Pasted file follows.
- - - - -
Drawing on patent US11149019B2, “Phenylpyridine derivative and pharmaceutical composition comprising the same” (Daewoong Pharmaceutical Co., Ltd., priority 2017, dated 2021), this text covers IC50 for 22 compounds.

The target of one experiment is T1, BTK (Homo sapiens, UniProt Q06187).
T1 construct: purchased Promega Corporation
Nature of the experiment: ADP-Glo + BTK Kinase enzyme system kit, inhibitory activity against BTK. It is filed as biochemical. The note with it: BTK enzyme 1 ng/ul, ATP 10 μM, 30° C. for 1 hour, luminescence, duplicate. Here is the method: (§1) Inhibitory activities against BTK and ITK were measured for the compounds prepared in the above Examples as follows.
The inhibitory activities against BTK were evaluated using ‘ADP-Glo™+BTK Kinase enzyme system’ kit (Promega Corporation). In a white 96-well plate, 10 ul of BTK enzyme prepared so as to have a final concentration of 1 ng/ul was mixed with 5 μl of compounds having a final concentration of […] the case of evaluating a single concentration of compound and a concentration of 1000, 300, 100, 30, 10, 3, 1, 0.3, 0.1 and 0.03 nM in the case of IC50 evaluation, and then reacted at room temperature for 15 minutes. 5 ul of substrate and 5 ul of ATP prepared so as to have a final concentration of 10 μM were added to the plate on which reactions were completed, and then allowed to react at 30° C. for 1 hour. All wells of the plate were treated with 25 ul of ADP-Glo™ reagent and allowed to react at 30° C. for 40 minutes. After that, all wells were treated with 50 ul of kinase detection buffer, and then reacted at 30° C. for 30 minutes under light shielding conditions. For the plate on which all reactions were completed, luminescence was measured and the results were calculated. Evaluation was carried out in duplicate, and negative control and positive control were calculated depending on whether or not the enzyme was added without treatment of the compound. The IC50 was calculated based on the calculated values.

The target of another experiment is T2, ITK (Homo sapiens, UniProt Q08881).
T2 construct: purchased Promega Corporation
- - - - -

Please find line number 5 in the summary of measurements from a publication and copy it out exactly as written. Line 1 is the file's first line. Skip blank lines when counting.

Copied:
The inhibitory activities against BTK were evaluated using ‘ADP-Glo™+BTK Kinase enzyme system’ kit (Promega Corporation). In a white 96-well plate, 10 ul of BTK enzyme prepared so as to have a final concentration of 1 ng/ul was mixed with 5 μl of compounds having a final concentration of […] the case of evaluating a single concentration of compound and a concentration of 1000, 300, 100, 30, 10, 3, 1, 0.3, 0.1 and 0.03 nM in the case of IC50 evaluation, and then reacted at room temperature for 15 minutes. 5 ul of substrate and 5 ul of ATP prepared so as to have a final concentration of 10 μM were added to the plate on which reactions were completed, and then allowed to react at 30° C. for 1 hour. All wells of the plate were treated with 25 ul of ADP-Glo™ reagent and allowed to react at 30° C. for 40 minutes. After that, all wells were treated with 50 ul of kinase detection buffer, and then reacted at 30° C. for 30 minutes under light shielding conditions. For the plate on which all reactions were completed, luminescence was measured and the results were calculated. Evaluation was carried out in duplicate, and negative control and positive control were calculated depending on whether or not the enzyme was added without treatment of the compound. The IC50 was calculated based on the calculated values.